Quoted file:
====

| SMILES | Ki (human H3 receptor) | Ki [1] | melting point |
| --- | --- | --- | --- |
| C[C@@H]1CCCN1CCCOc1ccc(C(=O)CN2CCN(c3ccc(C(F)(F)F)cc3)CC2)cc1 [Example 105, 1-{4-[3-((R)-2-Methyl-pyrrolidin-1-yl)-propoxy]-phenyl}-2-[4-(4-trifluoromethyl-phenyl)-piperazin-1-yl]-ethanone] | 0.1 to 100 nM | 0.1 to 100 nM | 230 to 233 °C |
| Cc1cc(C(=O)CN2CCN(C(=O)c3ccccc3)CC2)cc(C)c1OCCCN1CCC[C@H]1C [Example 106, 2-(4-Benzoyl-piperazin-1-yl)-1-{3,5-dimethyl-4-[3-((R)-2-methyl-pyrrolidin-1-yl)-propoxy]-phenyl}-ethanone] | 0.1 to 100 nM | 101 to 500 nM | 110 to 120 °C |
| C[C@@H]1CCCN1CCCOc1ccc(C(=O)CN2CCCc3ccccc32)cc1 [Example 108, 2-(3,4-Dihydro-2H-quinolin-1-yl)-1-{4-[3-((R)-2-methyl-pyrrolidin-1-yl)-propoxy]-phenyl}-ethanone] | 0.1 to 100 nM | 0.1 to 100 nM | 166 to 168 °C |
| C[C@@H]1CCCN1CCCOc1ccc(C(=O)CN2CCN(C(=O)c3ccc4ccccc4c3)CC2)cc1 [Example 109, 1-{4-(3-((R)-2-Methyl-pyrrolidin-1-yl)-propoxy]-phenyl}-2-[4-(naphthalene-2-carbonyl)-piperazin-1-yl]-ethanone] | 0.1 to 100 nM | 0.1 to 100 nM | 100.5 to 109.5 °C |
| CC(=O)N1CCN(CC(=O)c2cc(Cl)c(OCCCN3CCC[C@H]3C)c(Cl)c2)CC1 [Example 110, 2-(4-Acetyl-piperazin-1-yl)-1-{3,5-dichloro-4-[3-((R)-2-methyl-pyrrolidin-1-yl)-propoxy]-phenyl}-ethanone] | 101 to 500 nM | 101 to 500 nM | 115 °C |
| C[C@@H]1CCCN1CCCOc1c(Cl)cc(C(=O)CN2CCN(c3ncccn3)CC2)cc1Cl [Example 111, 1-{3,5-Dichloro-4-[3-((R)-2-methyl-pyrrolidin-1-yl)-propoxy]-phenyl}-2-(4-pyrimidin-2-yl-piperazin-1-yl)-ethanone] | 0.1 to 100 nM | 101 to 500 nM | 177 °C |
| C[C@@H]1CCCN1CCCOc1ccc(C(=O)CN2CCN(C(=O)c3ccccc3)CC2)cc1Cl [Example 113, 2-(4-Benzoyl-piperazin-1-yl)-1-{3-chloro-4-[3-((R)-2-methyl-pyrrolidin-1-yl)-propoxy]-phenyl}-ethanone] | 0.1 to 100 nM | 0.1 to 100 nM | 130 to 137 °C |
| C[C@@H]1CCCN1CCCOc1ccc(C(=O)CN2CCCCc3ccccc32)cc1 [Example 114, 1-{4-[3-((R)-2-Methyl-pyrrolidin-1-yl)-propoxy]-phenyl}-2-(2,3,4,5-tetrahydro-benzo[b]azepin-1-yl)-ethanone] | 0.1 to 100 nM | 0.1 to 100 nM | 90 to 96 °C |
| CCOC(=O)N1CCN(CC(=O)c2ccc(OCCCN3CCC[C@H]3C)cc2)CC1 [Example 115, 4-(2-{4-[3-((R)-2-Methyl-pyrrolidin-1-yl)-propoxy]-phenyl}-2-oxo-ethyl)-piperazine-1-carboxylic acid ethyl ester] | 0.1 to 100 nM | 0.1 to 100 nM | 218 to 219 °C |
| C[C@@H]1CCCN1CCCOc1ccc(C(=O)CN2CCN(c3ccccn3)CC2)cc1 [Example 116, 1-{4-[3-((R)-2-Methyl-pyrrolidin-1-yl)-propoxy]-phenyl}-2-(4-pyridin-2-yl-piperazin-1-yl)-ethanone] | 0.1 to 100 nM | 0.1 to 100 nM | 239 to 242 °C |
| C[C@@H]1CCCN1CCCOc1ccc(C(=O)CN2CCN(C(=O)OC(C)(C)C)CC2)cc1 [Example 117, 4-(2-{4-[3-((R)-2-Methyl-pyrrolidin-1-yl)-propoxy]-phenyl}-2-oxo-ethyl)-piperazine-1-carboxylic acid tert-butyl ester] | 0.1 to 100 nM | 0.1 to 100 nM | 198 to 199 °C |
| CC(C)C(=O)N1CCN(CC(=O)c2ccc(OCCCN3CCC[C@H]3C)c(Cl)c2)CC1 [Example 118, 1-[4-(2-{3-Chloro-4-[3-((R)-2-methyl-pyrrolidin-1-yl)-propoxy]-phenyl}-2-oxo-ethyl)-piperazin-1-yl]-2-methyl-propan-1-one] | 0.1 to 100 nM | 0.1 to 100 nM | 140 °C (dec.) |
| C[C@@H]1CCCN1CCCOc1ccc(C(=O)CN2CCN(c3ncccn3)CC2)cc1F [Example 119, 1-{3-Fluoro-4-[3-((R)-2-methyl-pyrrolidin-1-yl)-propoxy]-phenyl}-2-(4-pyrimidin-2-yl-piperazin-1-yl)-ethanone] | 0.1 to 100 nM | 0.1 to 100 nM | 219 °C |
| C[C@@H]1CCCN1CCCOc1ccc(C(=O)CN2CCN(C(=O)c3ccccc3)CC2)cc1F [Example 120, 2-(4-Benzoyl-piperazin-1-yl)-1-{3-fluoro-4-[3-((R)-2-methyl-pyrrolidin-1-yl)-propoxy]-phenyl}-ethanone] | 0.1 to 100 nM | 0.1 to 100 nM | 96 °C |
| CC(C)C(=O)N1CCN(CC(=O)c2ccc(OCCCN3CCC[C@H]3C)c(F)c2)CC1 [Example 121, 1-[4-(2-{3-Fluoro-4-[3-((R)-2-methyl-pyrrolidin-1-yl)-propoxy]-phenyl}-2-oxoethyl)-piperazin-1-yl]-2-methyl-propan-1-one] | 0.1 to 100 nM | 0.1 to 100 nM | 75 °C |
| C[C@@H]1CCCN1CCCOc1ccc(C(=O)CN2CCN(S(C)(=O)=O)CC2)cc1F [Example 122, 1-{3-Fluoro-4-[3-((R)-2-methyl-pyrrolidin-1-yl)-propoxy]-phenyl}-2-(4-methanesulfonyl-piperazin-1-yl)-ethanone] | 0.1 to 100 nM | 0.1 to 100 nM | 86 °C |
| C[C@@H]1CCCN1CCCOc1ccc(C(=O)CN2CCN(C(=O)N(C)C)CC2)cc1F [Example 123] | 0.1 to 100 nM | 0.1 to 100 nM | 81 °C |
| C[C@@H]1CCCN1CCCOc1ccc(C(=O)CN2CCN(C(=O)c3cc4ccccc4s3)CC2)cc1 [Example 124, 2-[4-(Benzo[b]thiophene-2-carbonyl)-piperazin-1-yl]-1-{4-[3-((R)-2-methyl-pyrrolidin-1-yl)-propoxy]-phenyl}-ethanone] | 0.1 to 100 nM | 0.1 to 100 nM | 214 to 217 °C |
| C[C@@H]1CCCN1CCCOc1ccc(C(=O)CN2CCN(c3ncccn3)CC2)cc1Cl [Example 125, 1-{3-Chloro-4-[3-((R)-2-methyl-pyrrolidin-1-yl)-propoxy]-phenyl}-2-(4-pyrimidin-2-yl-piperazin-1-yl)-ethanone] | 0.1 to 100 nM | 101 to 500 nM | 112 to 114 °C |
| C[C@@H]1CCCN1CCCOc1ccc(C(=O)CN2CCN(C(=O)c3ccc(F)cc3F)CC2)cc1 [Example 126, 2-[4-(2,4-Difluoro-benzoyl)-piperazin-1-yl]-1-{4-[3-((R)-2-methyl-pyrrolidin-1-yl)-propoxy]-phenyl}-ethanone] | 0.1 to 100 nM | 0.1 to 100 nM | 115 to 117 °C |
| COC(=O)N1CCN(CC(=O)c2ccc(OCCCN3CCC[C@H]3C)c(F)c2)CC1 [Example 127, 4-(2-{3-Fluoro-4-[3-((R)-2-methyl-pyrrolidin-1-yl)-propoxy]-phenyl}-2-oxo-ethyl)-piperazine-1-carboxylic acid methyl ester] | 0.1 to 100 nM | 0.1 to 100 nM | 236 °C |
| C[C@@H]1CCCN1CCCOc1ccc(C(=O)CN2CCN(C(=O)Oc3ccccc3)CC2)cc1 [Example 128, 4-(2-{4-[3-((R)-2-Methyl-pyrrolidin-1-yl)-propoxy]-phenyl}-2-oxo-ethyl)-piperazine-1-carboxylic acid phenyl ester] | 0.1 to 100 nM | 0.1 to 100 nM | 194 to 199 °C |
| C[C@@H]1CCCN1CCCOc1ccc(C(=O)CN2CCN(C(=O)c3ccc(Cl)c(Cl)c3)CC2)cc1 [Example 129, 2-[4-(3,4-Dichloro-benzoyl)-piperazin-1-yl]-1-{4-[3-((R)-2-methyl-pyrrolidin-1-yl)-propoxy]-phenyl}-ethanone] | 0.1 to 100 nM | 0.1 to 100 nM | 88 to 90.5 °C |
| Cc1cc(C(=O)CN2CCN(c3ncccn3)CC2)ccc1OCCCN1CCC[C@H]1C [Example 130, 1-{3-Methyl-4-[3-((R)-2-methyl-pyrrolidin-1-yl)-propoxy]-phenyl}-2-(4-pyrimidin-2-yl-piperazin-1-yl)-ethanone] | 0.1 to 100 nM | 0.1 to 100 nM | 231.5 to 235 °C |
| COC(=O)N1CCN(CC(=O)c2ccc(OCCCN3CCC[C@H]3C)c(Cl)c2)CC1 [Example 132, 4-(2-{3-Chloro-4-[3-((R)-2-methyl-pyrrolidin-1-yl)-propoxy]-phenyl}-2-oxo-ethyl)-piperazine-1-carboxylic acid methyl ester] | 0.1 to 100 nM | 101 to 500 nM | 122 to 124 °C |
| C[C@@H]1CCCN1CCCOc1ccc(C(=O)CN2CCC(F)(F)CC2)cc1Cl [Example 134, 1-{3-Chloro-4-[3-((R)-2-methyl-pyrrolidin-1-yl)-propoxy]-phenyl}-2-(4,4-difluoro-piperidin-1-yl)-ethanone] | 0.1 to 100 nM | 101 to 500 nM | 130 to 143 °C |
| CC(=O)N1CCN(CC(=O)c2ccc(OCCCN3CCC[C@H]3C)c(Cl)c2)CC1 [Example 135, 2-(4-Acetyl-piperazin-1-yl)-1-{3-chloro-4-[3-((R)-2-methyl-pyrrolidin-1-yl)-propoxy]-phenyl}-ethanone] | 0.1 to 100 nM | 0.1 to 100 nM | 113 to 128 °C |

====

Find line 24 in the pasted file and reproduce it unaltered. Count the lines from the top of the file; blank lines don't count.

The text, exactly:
| C[C@@H]1CCCN1CCCOc1ccc(C(=O)CN2CCN(C(=O)Oc3ccccc3)CC2)cc1 [Example 128, 4-(2-{4-[3-((R)-2-Methyl-pyrrolidin-1-yl)-propoxy]-phenyl}-2-oxo-ethyl)-piperazine-1-carboxylic acid phenyl ester] | 0.1 to 100 nM | 0.1 to 100 nM | 194 to 199 °C |